Gaslighting comes from many sources: narcissists who want to control you, domestic abusers, people who lie simply to get what they want, people who have to be right and need to convince you that you are wrong, people trying to win an argument ( I call them “history re-inventors”). Ultimately it's about control over another.

How do you know if you’re being gaslight?

According to Robin Stern, PhD, author of the book “The Gaslight Effect: How to Spot and Survive the Hidden Manipulation Others Use to Control Your Life,” signs that you are a victim of gaslighting include:

  • no longer feeling like the person you used to be

  • being more anxious and less confident than you used to be

  • often wondering if you’re being too sensitive

  • feeling like everything you do is wrong

  • always thinking it’s your fault when things go wrong

  • apologizing often

  • having a sense that something’s wrong, but being unable to identify what it is

  • often questioning whether your response to your partner is appropriate (e.g., wondering if you were too unreasonable or not loving enough)

  • making excuses for your partner, friend or family member’s behavior

  • avoiding giving information to friends or family members to avoid confrontation about your abuser.

  • feeling isolated from friends and family

  • finding it increasingly hard to make decisions

  • feeling hopeless and taking little or no pleasure in activities you used to enjoy

I certainly have felt some of these when people have tried to convince me I did something or said something that I didn’t do.

Having a brain injury has made me question myself countless times.

We’re vulnerable whether we want to be or not. We become reliant upon others to help us remember. When that need is turned on a TBI survivor, that is the ultimate violation of trust.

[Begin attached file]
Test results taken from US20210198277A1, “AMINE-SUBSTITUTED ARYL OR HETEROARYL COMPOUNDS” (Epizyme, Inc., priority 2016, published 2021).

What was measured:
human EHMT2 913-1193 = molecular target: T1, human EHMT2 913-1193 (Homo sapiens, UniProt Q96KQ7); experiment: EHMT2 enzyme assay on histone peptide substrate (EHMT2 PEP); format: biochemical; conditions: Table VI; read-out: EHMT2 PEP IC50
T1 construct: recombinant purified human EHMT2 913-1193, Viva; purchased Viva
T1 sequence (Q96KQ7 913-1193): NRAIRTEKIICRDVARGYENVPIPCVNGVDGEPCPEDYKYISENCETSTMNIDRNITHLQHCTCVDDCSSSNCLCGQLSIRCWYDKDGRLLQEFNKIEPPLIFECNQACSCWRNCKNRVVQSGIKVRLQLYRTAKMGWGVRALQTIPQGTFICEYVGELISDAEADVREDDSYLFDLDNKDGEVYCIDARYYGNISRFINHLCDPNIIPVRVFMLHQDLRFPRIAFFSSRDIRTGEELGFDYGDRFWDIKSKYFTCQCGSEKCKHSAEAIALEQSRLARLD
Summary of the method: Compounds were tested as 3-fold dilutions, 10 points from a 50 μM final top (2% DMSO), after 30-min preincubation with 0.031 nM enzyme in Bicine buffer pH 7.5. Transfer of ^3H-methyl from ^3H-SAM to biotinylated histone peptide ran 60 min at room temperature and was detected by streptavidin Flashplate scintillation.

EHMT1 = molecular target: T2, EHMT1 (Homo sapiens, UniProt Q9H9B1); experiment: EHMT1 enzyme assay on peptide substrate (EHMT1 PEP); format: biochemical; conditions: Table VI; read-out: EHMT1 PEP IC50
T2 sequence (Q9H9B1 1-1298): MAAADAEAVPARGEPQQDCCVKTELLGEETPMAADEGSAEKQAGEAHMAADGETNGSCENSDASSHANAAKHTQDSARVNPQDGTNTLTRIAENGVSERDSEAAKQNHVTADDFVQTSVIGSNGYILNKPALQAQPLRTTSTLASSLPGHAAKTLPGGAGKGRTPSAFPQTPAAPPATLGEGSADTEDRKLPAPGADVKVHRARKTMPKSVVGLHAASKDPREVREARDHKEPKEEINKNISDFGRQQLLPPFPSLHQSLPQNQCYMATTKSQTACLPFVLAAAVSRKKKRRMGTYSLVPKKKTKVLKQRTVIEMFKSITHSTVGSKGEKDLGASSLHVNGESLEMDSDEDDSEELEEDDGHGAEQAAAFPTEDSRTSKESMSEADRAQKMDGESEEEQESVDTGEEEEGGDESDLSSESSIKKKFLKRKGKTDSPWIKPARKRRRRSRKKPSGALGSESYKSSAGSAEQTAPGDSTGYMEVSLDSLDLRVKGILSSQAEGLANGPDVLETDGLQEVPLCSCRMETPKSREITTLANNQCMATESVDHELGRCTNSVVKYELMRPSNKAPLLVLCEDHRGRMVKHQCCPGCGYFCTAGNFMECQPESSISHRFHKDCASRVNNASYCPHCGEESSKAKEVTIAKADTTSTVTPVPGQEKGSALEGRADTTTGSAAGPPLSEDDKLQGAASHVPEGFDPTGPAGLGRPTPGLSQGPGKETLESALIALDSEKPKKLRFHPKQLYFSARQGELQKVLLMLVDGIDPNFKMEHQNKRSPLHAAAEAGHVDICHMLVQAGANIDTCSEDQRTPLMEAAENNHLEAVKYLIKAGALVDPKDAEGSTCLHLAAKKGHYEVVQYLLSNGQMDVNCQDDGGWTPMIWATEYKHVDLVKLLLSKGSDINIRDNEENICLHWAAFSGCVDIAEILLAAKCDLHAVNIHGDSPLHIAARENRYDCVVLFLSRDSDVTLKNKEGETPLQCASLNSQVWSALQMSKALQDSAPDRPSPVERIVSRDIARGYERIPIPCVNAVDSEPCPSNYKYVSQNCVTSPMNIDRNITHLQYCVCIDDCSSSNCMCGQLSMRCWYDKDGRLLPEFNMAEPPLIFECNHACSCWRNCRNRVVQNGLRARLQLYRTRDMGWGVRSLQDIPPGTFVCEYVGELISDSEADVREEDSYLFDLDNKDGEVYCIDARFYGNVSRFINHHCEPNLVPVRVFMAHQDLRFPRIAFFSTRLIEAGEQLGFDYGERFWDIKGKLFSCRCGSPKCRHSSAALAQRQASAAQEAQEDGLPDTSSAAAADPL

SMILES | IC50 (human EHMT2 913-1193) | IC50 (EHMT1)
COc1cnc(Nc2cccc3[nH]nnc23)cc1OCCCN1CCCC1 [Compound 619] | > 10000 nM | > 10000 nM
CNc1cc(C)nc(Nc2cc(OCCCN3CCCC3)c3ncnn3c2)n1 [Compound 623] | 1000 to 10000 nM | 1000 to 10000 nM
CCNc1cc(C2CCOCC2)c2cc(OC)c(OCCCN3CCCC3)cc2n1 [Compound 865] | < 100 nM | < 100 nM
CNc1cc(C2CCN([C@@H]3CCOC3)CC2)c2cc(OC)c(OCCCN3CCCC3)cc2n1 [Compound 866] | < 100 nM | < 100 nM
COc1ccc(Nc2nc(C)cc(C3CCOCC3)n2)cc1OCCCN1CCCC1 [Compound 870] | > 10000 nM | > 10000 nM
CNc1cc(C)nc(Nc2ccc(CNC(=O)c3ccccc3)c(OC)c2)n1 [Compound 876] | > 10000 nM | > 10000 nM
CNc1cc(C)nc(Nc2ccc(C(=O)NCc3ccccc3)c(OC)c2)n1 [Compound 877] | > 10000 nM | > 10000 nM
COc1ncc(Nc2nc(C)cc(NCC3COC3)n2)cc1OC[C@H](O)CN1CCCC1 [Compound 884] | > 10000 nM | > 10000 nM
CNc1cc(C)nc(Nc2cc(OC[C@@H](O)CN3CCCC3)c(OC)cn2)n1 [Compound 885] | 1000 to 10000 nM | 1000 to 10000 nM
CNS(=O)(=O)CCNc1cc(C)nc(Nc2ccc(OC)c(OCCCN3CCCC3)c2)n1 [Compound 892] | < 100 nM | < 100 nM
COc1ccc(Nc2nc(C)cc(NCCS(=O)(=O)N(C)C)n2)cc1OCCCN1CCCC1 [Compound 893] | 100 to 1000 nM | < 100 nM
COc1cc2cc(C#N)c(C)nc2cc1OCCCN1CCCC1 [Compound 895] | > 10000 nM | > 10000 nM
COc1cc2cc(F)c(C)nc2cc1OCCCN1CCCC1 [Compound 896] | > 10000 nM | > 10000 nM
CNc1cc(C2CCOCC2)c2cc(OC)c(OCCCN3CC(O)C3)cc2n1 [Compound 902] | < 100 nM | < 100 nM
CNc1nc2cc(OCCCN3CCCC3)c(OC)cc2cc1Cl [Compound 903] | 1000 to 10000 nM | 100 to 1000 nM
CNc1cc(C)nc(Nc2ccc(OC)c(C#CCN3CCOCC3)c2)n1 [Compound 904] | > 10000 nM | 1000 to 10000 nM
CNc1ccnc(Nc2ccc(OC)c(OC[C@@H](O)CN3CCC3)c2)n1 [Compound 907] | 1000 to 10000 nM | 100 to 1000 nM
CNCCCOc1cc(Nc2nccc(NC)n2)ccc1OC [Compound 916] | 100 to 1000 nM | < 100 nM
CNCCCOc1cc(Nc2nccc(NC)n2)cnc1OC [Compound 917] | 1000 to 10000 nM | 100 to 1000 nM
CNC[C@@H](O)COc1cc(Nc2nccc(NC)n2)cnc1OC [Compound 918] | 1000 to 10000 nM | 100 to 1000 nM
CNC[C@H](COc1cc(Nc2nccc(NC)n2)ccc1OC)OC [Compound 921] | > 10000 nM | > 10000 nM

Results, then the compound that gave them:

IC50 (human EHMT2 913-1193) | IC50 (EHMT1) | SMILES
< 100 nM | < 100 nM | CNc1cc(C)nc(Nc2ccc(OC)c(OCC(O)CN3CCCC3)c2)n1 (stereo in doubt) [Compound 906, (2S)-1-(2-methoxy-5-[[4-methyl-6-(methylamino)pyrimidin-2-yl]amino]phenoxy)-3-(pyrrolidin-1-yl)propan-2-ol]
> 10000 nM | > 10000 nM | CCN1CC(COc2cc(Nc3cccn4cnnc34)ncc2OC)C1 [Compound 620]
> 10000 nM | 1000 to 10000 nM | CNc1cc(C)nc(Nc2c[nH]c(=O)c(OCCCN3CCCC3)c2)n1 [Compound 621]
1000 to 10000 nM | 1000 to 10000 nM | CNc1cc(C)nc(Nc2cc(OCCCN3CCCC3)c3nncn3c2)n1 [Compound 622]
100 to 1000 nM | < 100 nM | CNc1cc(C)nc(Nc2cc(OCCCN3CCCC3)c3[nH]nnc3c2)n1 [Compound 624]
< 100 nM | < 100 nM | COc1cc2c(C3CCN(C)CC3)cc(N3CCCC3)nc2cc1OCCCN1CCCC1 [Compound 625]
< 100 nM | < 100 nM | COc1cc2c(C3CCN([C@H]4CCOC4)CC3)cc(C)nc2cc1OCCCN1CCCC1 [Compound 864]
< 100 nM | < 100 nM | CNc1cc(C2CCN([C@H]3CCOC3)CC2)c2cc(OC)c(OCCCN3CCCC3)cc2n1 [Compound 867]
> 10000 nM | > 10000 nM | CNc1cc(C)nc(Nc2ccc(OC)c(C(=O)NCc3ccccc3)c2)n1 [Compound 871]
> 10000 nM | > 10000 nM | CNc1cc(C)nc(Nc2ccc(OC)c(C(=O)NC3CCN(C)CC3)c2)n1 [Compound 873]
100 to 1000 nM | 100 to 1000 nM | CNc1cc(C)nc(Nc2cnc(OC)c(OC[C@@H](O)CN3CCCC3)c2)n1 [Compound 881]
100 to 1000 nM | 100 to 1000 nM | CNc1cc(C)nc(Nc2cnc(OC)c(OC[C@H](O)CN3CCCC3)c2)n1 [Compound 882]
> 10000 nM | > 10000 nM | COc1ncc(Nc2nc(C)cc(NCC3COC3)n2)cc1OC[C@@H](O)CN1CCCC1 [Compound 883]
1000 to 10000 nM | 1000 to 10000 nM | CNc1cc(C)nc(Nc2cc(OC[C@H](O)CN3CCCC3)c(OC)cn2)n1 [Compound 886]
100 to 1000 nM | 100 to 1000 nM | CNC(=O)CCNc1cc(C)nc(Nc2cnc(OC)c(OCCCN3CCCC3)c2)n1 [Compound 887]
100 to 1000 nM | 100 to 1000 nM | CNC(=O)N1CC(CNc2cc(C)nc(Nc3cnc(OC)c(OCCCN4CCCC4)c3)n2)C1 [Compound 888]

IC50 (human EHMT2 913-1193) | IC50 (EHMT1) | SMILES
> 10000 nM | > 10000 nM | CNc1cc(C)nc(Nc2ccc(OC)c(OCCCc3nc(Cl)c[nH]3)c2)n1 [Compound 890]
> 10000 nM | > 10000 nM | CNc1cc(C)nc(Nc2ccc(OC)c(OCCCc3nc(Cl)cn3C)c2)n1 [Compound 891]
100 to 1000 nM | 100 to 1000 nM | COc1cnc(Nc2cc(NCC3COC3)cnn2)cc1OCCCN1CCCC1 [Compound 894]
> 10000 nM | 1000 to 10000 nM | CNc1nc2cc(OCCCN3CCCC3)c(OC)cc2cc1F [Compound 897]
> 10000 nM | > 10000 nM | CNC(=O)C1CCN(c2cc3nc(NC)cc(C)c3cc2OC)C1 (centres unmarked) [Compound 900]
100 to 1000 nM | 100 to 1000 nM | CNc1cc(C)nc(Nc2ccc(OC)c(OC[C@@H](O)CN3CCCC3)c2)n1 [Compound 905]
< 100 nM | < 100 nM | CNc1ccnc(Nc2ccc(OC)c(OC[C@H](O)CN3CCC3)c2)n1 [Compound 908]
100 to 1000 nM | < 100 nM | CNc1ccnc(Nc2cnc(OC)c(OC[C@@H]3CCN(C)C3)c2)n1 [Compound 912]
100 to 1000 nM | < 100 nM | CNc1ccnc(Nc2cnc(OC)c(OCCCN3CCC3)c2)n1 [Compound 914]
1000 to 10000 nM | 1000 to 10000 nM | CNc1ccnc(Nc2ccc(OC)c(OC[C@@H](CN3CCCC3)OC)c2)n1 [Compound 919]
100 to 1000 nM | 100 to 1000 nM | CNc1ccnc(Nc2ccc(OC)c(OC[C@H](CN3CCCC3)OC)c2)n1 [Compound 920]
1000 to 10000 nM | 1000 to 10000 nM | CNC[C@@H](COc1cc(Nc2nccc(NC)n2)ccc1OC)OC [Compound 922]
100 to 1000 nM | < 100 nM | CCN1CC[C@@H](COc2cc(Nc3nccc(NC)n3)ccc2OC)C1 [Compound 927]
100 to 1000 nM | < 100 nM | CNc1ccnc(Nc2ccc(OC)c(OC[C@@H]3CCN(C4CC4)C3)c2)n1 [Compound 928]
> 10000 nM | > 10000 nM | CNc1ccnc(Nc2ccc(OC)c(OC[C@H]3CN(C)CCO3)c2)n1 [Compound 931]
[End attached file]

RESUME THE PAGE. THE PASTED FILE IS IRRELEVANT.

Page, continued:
I'm going to something deeply personal with you.

Since my TBI I’ve experienced gaslighting at the hands of my husband.

Now, let me say this. He is not a bad person. In fact, he's a good, kind, caring person. He has struggled and suffered deeply with the loss of who I was, too. He has struggled with not being there when my accident happened - he has blamed himself, when being there would not have made a difference.

He has struggled with not being able to “fix it” for me. Our caregivers are survivors too.

When we would argue, in his pain and frustration he would tell me I said something or did something that I didn’t do. Now we all know that when we argue with a partner, someone can easily re-invent history or tweak events. That’s not what was happening. He was telling me things that never happened. I would question myself. I was terrified that I was losing my mind. I knew I hadn’t done what he stated I did. Later, I would find evidence that would support that part of my brain that knew the truth and challenge him with it. It really threatened our relationship. I hated him for what he was doing. He was supposed to be my safe place….and he wasn’t. The person who vowed to love and support me in sickness and in health, wasn't. Talk about feeling isolated and depressed.